In face of this ruthless drive by the capitalists and their government in Washington to paralyze the workers struggle for existence what is the picture regarding the democratic rights of workers?

The American Civil Liberties Union in an 89 page report entitled In Times of Challenge, states apparently justified scepticism as to the immediate future of our democratic liberties as instruments of progress. The report observes a general retreat to nationalism, militarism and defense of status-quo, with liberal and minority forces everywhere on the defensive. The report was corroborated by a poll of 125 correspondents in all 48 states showing a trend to greater restrictions on dissenters and minorities, particularly on any movement associated with the Communists. In its report the Union included among unfavorable developments 4 lynchings, the acquittal in South Carolina of 28 confessed lynchers, the enactment of the Taft-Hartley law and a U.S. Supreme Court decision approving use of public funds to transport pupils to Catholic parochial schools. Also a decision to extending the legality of search without warrant; the Presidents order for dangerously vague tests of the loyalty of federal employees and the continued witch hunting crusade of the House Committee on Un-American Activities.

Sporadic strikes in industry are increasing despite the political and economic pressure against the American workers. This is the real answer at present to the plutocrats of Wall Street and their stooges of both parties, Democrats and Republicans in Washington. This is the guerilla activity resulting from the failure of the C.I.O., A.F.L. and R.R. Brotherhood leaders to call a general strike in protest against the continuing anti-working class campaign of U.S. capitalism. The class struggle picture is one of retreat and kow-towing to capitalism by the workers leadership.

The labor day messages of both C.I.O. and A.F.L. leaders was in essence acceptance of the Taft-Hartley Slave Act. Wasting the dues of the A.F.L. and C.I.O. workers in court actions while discouraging action thru the workers main weapon at present, the strike, is the collaborationist policy of the trade union leadership. Soft assurances to management of their cooperation with the boss class is the C.I.O. A.F.L., and R.R. Brotherhood answer to the Taft-Hartley slave act. Workers cannot expect any solution to their problems from the traitors at the head of their so-called unions.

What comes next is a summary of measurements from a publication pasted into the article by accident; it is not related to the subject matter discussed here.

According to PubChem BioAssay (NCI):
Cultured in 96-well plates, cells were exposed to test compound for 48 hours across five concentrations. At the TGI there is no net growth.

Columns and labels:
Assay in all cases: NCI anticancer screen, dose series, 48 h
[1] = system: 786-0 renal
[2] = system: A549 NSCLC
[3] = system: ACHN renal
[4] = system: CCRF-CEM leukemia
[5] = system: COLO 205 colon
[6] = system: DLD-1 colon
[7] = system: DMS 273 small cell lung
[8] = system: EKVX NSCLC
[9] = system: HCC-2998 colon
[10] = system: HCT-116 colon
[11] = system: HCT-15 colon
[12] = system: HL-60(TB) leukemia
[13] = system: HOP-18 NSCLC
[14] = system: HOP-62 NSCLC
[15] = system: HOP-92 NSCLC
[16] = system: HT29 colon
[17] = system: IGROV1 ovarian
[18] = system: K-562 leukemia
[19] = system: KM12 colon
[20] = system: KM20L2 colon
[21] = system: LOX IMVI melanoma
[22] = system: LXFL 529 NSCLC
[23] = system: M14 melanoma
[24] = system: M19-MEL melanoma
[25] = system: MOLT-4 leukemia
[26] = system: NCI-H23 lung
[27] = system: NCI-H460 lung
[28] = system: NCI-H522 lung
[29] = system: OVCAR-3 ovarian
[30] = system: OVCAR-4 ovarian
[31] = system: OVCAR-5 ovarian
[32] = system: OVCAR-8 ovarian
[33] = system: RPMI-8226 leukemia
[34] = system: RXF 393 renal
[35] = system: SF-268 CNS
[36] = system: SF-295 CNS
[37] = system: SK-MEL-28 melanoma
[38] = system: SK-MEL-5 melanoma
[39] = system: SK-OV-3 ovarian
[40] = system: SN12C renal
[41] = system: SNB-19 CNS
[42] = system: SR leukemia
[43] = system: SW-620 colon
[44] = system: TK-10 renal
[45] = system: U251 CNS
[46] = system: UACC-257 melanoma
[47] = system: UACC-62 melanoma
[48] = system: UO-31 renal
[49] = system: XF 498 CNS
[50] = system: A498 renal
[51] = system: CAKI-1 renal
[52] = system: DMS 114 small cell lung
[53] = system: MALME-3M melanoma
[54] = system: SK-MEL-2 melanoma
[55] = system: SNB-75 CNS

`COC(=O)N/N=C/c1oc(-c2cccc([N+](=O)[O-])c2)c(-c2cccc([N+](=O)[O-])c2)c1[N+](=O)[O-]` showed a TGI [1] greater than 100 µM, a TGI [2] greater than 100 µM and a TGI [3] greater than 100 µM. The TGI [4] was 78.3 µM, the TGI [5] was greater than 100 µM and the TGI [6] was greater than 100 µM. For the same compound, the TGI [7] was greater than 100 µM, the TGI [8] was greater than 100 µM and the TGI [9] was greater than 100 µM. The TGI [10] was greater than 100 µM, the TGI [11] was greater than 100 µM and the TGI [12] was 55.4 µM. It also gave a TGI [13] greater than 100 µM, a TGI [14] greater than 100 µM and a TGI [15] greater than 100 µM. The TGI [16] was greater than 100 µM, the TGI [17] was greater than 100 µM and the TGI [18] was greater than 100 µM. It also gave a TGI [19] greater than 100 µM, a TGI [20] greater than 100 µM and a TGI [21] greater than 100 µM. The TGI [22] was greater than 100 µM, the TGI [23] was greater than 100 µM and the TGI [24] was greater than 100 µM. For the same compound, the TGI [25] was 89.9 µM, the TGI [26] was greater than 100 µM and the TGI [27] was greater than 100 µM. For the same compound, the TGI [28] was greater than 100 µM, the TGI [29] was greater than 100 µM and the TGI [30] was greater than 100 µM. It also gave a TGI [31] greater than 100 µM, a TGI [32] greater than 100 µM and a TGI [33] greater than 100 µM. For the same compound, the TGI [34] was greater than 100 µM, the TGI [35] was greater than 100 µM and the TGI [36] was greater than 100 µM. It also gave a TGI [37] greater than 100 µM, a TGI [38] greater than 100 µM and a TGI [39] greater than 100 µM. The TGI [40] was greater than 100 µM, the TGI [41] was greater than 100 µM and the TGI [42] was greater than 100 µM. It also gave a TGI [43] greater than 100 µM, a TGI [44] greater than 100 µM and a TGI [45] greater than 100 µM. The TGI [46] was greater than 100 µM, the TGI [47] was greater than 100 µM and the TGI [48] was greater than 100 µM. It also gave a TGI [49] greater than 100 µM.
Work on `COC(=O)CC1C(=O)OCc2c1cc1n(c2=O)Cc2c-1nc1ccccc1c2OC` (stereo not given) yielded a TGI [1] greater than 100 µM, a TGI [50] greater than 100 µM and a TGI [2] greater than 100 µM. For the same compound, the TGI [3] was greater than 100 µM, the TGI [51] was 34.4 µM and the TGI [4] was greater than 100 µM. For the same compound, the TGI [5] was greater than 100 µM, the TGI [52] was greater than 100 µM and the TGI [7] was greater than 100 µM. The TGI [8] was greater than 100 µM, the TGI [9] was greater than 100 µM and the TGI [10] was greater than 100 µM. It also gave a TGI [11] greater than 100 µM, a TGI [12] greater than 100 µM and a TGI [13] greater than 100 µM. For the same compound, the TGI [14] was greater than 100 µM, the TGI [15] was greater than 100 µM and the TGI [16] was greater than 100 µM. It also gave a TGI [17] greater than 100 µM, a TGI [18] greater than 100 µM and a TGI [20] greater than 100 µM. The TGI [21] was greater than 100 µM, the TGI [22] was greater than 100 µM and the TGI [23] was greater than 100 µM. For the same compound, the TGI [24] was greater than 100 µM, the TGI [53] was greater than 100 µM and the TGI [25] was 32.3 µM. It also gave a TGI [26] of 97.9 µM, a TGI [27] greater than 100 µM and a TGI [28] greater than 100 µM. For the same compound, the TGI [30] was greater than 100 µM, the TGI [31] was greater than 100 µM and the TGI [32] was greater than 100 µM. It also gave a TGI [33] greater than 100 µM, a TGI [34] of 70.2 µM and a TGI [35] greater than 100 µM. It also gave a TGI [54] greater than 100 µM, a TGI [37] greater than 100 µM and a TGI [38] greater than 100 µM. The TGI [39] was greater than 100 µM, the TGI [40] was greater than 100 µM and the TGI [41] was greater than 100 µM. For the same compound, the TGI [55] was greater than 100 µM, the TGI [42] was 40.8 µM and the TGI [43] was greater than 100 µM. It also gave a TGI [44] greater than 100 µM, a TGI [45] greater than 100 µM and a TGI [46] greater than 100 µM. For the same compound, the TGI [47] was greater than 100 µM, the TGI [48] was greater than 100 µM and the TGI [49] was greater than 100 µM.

Most insidious of all are the voices of the pseudo-lefts from the Communists (Stalinists) to the Trotskyites who in one voice advocate a labor party or a third party (if the democratic party cannot be reformed [Wallace]). The Stalinists have travelled from a program of Socialism in one country to a program for capitalism in all countries. The Trotskyites have travelled from Permanent Revolution to Permanent Reform. Labor Parties and or Populist third Parties will repeat with mathematical exactness the record of defeat and demoralization inflicted upon the downtrodden of Europe by the labor Parties of the 2nd International, such as the British labor Party with its record of colonial oppression in the middle east and the orient, and reduction of its own working class at home to a coolie standard of living.

The pseudo-left has nothing to offer the workers of America either. They are nothing but safety-valves to shoot off steam enabling the boss class to continue its dictatorship over the workers.

What is the course that has the best guarantee of smashing the oppressive rule of capitalism?

The most pressing need is for militants in the workers mass organizations to form fighting fractions against the labor-management line of their leadership; for a general strike against the Taft-Hartley slave act, for a 6 hour day 30 hour week, for $60 a week. We know that no matter what is achieved thru immediate demands, wages and prices and profits cannot be adjusted to one another under capitalism. The need for a workers state as the prelude to Socialism must be told to the class by our class-conscious militants, openly and without any weasel words. They must learn the need for a party that is not corrupted by patriotism for capitalist Russia or capitalist America, a party of revolutionary Marxism.

The road to this party is not a simple one.

The essential task is to turn the present retreat from the onslaught of the capitalists and their government into its opposite. An offensive all along the line against capitalism, its wars and recurring depression.

Labor is the law. Labor is society. Without labor there is neither law nor society. Labor produces our food, fuel, shelter and clothing. Labor produces our economic and cultural values. Without labor there is no life. Labor is the dynamic giant. It is greater than the atomic bomb, for without labor there is no bomb. Therefore the workers, the living labor power has the potential to turn defeat today into victory to-morrow.

We must gird our loins for the continuing class struggle and take measures to increase the fighting power of workers to-day and tomorrow in the crisis of war and depression. This can be done by forging a revolutionary marxist party of the workers in the U.S.

In this period such a party would strengthen and guide the fighting fractions in the unions and mass organizations, uniting tenants and consumers groups with the workers at the point of production. The party would arouse the farmworkers to the need for unity with the city workers on a program of revolutionary Socialism.

This is the road upon which the American workers can free themselves from the four fears; unemployment, war, depression and Fascism.